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Irish riders hit with bans following National Hunt Chase

Irish riders felt the wrath of the Cheltenham stewards at the culmination of the opening day of the 2019 Festival, when Rob James, Declan Lavery and Noel McParlan were all given length suspensions following the running of the National Hunt Challenge Cup.

Run in deteriorating ground conditions, just four of the 18 starters managed to complete the race, with leading point-to-point riders Jamie Codd and Barry O’Neill battling out a thrilling finish to the four-mile contest.

However, the steward’s eyes were drawn to events further back in the pack and held a number of enquiries into the race.

Rob James was aboard Just Your Type for Charlie Longsdon, with the pair falling at the last whilst in fourth position. However the Cheltenham stewards issued two separate suspensions to the Wexford rider, banning him for seven days for ‘using his whip when his horse was showing no response from approaching the home bend’.

The successful point-to-point rider was then given a longer 12 day suspension as the stewards deemed that he ‘had continued in the race when it appeared to be contrary to the horse’s welfare’. That brought his combined suspensions to a total of 19 days.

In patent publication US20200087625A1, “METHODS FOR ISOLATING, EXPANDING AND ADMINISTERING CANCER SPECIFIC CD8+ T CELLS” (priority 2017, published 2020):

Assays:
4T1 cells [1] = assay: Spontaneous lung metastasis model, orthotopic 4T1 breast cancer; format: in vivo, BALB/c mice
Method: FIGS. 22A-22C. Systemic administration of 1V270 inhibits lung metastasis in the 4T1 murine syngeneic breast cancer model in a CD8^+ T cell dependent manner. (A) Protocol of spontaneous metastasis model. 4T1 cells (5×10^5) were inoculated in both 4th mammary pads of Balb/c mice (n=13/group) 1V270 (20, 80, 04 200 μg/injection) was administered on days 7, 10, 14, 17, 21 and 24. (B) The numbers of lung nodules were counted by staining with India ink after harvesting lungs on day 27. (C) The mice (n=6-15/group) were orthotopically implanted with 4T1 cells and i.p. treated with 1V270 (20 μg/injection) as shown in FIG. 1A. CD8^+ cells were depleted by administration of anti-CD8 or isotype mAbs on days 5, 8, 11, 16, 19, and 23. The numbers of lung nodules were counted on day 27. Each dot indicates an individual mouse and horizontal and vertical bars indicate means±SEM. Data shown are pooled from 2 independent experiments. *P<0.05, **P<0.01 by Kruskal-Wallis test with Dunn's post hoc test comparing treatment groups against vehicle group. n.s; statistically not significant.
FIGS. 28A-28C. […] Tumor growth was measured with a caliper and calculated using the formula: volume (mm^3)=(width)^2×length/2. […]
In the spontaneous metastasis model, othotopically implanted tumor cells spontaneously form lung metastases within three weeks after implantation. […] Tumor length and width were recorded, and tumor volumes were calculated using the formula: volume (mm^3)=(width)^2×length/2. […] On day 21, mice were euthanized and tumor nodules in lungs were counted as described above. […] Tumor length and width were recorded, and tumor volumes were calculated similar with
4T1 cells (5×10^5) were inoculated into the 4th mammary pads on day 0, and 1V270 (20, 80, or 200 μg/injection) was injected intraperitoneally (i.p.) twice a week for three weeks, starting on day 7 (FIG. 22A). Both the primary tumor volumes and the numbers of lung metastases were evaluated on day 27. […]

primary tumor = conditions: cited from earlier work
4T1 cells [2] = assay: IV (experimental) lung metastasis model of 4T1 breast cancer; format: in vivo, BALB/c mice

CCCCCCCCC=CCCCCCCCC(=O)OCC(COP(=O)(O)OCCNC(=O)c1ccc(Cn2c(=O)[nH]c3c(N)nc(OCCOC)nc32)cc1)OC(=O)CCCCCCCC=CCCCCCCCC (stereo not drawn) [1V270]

Noel McParlan and Declan Lavery were both issued with suspensions for the same reason.

Former northern champion McParlan, who won the Kim Muir at last year’s Festival was handed an eight day suspension for his ride aboard Mulcahys Hill who fell at the penultimate fence, whilst Lavery was suspended for ten days, despite finishing in third position.

The ten-day suspension given to Lavery in particular, has drawn particular criticism from many leading figures within the sport.

Following the running of the National Hunt Challenge Cup and the bans that were handed out by the Cheltenham stewards, the BHA issues a statement stating:

“While we will carry out our full wash-up after the Festival has completed, it is fair to say that we are extremely disappointed by the conduct of a small number of riders in the National Hunt Chase.

“Riders were briefed and reminded of their responsibilities before racing, and this included their responsibilities when it comes to pulling up tired horses.

“The Cheltenham Review was clear that amateur riders should be aware that they are subject to particular public scrutiny and that amateur participation in its current form at future Festivals will be under material threat should further incidents occur.”
 

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